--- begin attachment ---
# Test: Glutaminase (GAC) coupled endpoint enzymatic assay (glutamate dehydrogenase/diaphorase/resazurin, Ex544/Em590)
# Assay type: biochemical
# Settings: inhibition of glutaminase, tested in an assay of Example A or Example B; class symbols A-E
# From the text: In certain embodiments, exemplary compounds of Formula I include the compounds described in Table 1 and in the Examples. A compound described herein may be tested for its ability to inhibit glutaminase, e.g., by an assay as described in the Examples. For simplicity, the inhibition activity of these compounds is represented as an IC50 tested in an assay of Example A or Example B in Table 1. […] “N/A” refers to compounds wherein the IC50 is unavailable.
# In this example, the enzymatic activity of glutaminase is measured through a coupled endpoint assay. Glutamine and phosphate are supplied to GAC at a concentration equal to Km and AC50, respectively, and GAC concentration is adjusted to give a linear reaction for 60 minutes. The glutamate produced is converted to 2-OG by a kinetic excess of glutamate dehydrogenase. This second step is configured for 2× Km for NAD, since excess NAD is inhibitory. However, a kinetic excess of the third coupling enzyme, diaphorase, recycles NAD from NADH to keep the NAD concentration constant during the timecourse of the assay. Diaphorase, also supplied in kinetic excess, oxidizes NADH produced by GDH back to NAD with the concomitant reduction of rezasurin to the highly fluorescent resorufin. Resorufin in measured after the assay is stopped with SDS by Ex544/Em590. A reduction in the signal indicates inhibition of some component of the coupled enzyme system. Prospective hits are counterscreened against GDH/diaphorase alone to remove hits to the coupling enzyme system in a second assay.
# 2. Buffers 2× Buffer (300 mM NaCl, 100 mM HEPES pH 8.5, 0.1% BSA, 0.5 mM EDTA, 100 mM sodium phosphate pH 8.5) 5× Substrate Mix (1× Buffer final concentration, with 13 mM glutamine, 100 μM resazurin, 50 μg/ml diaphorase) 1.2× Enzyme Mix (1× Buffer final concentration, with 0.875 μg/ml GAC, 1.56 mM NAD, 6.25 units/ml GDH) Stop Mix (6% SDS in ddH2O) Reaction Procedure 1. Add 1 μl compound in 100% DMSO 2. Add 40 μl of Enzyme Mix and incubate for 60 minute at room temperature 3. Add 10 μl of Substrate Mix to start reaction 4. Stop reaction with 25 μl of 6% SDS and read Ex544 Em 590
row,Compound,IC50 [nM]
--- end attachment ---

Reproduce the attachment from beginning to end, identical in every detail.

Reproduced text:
# Test: Glutaminase (GAC) coupled endpoint enzymatic assay (glutamate dehydrogenase/diaphorase/resazurin, Ex544/Em590)
# Assay type: biochemical
# Settings: inhibition of glutaminase, tested in an assay of Example A or Example B; class symbols A-E
# From the text: In certain embodiments, exemplary compounds of Formula I include the compounds described in Table 1 and in the Examples. A compound described herein may be tested for its ability to inhibit glutaminase, e.g., by an assay as described in the Examples. For simplicity, the inhibition activity of these compounds is represented as an IC50 tested in an assay of Example A or Example B in Table 1. […] “N/A” refers to compounds wherein the IC50 is unavailable.
# In this example, the enzymatic activity of glutaminase is measured through a coupled endpoint assay. Glutamine and phosphate are supplied to GAC at a concentration equal to Km and AC50, respectively, and GAC concentration is adjusted to give a linear reaction for 60 minutes. The glutamate produced is converted to 2-OG by a kinetic excess of glutamate dehydrogenase. This second step is configured for 2× Km for NAD, since excess NAD is inhibitory. However, a kinetic excess of the third coupling enzyme, diaphorase, recycles NAD from NADH to keep the NAD concentration constant during the timecourse of the assay. Diaphorase, also supplied in kinetic excess, oxidizes NADH produced by GDH back to NAD with the concomitant reduction of rezasurin to the highly fluorescent resorufin. Resorufin in measured after the assay is stopped with SDS by Ex544/Em590. A reduction in the signal indicates inhibition of some component of the coupled enzyme system. Prospective hits are counterscreened against GDH/diaphorase alone to remove hits to the coupling enzyme system in a second assay.
# 2. Buffers 2× Buffer (300 mM NaCl, 100 mM HEPES pH 8.5, 0.1% BSA, 0.5 mM EDTA, 100 mM sodium phosphate pH 8.5) 5× Substrate Mix (1× Buffer final concentration, with 13 mM glutamine, 100 μM resazurin, 50 μg/ml diaphorase) 1.2× Enzyme Mix (1× Buffer final concentration, with 0.875 μg/ml GAC, 1.56 mM NAD, 6.25 units/ml GDH) Stop Mix (6% SDS in ddH2O) Reaction Procedure 1. Add 1 μl compound in 100% DMSO 2. Add 40 μl of Enzyme Mix and incubate for 60 minute at room temperature 3. Add 10 μl of Substrate Mix to start reaction 4. Stop reaction with 25 μl of 6% SDS and read Ex544 Em 590
row,Compound,IC50 [nM]